Dr Sam Esson Jonah, (KBE), Chancellor of the University Of Cape Coast (UCC), has said Ghana should seek significant private investments for the training of doctors to meet the health needs of the country.
The Chancellor expressed concern about the low level of private sector participation in medical education, saying Ghana, through its investment promotion drive, should market itself as a medical excellence centre in West Africa.
In line with this, it should provide all the necessary incentives to attract private capital and participation similar to that for the mainstream universities.
The Chancellor made the call at the Second Oath Swearing and Induction ceremony of the University’s School of Medical Sciences (SMS) over the weekend.
Forty-six students who successfully completed a six-year programme in Medicine and Surgery (MB ChB) graduated.
Dr Jonah said because of the in-take limits at the few medical schools in the country, many students with good grades are compelled to attend medical schools abroad, thus resulting in an unimpressive statistics in that area.
He said Cuba, with a population of 11.2 million, had 25 medical schools, and produced 11,000 doctors, annually, so life expectancy there was relatively higher than in Ghana.
“Further investment is required and we cannot expect the Government to do it on its own,” he explained.
Dr Jonah recommended that the country took full advantage of technology to deal with the challenges of real access to doctors, saying, that remote health centres could have access to the best of doctors via video links.
He said the statistics of patient – doctor ratio may not tell the true picture if the concentration of doctors in certain geological areas were extremely, while access was almost impossible in other areas.
Dr Jonah said the proximity or real access to doctors was extremely important and technology was the solution in Ghana, and Africa, generally.
He, however, commended the management and staff of the University for the high level of professionalism and maturity displayed in the discharge of their duties and urged the graduating students to strengthen the healthcare system through research, public health, and patient care.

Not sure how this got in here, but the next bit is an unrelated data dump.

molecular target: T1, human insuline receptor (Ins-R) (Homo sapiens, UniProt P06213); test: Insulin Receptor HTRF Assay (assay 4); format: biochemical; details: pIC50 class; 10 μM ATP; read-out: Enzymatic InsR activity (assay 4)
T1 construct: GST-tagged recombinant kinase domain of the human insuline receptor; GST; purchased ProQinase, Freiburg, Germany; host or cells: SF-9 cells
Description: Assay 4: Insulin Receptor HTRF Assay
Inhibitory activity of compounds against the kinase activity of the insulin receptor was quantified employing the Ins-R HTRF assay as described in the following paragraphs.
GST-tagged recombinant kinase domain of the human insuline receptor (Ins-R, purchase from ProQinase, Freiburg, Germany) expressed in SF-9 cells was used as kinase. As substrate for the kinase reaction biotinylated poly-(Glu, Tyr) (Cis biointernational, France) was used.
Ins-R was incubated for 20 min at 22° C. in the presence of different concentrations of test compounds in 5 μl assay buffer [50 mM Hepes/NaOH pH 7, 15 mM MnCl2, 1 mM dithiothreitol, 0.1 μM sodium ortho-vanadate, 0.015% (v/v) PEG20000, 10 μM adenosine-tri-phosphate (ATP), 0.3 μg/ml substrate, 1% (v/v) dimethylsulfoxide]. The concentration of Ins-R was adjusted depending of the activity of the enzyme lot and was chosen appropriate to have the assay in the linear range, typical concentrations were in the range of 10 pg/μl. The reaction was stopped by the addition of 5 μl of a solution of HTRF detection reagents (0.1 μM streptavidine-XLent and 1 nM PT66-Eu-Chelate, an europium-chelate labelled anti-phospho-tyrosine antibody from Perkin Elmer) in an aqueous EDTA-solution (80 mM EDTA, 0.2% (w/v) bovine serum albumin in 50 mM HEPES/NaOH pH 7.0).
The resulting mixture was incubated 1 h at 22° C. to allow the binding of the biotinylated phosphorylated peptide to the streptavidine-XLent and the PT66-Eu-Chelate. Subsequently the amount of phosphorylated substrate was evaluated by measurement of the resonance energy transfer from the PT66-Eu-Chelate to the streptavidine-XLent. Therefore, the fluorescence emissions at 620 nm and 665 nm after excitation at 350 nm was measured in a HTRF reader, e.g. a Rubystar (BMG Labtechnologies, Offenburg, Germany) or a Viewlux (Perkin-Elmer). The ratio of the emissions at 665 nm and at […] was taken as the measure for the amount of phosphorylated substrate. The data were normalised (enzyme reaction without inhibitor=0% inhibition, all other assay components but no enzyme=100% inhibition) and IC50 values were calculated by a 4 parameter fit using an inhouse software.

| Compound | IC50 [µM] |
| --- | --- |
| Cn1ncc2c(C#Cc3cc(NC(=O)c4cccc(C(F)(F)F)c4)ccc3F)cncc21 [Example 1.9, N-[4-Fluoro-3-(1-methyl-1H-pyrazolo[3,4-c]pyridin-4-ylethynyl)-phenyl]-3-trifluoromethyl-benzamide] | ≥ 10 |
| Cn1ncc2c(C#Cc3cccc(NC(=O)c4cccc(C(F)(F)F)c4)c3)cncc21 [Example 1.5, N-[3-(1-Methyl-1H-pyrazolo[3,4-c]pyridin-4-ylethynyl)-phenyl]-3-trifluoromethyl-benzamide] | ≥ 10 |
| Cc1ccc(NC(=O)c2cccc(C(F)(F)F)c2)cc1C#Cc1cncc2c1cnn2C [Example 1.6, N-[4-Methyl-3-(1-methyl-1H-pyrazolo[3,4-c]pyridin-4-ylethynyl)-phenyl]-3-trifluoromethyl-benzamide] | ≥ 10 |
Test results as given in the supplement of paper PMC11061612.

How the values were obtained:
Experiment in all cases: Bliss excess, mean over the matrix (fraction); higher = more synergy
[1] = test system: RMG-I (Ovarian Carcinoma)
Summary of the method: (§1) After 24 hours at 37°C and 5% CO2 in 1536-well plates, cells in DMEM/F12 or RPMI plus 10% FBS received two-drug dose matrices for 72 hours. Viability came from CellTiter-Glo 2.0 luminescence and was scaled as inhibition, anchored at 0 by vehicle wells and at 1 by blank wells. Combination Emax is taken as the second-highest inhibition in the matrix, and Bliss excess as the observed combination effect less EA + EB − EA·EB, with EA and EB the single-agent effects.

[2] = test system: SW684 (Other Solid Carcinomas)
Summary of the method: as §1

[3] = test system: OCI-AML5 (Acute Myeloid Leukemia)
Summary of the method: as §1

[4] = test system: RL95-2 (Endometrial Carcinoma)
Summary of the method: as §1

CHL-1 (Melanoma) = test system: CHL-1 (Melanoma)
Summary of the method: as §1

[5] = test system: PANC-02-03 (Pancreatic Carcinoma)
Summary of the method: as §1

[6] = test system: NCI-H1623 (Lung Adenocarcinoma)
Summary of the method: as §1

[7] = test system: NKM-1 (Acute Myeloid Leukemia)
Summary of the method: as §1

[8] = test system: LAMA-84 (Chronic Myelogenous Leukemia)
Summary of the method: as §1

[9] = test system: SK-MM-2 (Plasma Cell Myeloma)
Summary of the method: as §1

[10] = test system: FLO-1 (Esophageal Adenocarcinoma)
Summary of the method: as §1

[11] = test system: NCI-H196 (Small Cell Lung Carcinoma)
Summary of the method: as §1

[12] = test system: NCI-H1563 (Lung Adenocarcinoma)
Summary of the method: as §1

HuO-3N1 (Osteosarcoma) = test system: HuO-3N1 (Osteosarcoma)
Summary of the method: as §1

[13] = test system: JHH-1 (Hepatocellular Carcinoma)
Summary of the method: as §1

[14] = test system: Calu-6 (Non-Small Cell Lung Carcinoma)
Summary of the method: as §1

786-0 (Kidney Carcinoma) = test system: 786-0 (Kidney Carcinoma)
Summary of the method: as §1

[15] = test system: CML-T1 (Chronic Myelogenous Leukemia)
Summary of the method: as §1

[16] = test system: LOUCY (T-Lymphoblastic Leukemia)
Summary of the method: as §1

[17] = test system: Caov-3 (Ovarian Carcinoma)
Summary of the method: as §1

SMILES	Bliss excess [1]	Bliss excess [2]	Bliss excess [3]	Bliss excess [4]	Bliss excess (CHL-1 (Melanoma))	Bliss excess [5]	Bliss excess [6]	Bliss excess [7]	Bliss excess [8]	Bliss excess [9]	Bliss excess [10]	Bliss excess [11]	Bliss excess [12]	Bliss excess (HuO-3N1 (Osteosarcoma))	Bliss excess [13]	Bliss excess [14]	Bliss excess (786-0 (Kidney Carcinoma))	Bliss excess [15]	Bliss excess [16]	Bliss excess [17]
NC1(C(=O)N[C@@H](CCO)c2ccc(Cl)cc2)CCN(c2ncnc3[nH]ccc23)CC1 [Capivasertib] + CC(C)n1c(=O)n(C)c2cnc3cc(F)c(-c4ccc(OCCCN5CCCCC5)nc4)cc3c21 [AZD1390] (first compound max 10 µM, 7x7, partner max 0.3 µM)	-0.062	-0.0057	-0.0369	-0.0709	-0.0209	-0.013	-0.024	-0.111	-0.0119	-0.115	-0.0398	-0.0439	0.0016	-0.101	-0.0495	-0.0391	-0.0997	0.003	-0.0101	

Ghana has five medical schools; The doctor-patient ratio is about one doctor to 15,259 patients, annually.
Physician assistants also see about 38, 000, patients in a year, while midwives and nurses attend to about 6,000 and 1,400 patients respectively.
Professor Nana Jane Opoku Agyeman, Minister of Education, also complained about the low doctor- patient ratio and emphasized the need to create more avenues to mitigate the situation because Ghana needed more doctors.
She, therefore, tasked the medical schools to be innovative and train and certify many doctors to increase the number of medical practitioners.
Prof. Opoku Agyeman reiterated the Government’s commitment to supporting UCC-SMS and similar institutions to realise their highest potentials and called for collaborative efforts to bridge the doctor-patient ratio.
The Minister urged the doctors to journey the path of excellence, which she said, laid before them with humility, determination, ethical conduct, hard work, dedication and genuine concern for the vulnerable.
“You are medical doctors today by choice and it is, therefore, expected that your attitude and posture will at all times radiate positively on your staff and most importantly, your patients,” she said.
The Vice Chancellor, Prof. Domwini D. Kuupole, said to increase the intake of students, the university had plans of opening more clinical training sites in other parts of the country.
It would also develop more residential facilities for students and recruit more personnel to boost staff strength.
He said the College Of Health and Allied Sciences had plans of bringing on board the Department of Optometry and Laboratory Technology, Biomedical and Forensic Science and a Dentistry programme.
Prof. Kuupole said the SMS also intended to mount academic and professional programmes for the award of degrees, Diplomas and Certificates through regular, short and sandwich courses.
These would be areas such as Midwifery, Pharmacy, Public Health, Clinical Nutrition and Dietetics and Physiotherapy.
He said through the Ghana Education Trust (GET) Fund, efforts were being made to complete the infrastructure for laboratories and classrooms and expressed gratitude to the sponsors of the university.
Students who excelled were given certificates, cash prizes and other packages, with Dr. Yaw Goh Asare, the overall best student, receiving 11 out of the 22 awards.